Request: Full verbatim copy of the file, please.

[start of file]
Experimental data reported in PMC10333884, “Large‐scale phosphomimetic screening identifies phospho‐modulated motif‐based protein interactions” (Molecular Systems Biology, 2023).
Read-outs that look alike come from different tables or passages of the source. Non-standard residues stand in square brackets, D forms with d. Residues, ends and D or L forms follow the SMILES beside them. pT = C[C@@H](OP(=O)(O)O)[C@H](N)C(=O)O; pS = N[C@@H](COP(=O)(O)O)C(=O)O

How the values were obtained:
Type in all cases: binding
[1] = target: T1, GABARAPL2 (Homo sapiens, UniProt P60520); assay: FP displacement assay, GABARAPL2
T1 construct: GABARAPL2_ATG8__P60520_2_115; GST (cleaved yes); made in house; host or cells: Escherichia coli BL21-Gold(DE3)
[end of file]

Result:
Experimental data reported in PMC10333884, “Large‐scale phosphomimetic screening identifies phospho‐modulated motif‐based protein interactions” (Molecular Systems Biology, 2023).
Read-outs that look alike come from different tables or passages of the source. Non-standard residues stand in square brackets, D forms with d. Residues, ends and D or L forms follow the SMILES beside them. pT = C[C@@H](OP(=O)(O)O)[C@H](N)C(=O)O; pS = N[C@@H](COP(=O)(O)O)C(=O)O

How the values were obtained:
Type in all cases: binding
[1] = target: T1, GABARAPL2 (Homo sapiens, UniProt P60520); assay: FP displacement assay, GABARAPL2
T1 construct: GABARAPL2_ATG8__P60520_2_115; GST (cleaved yes); made in house; host or cells: Escherichia coli BL21-Gold(DE3)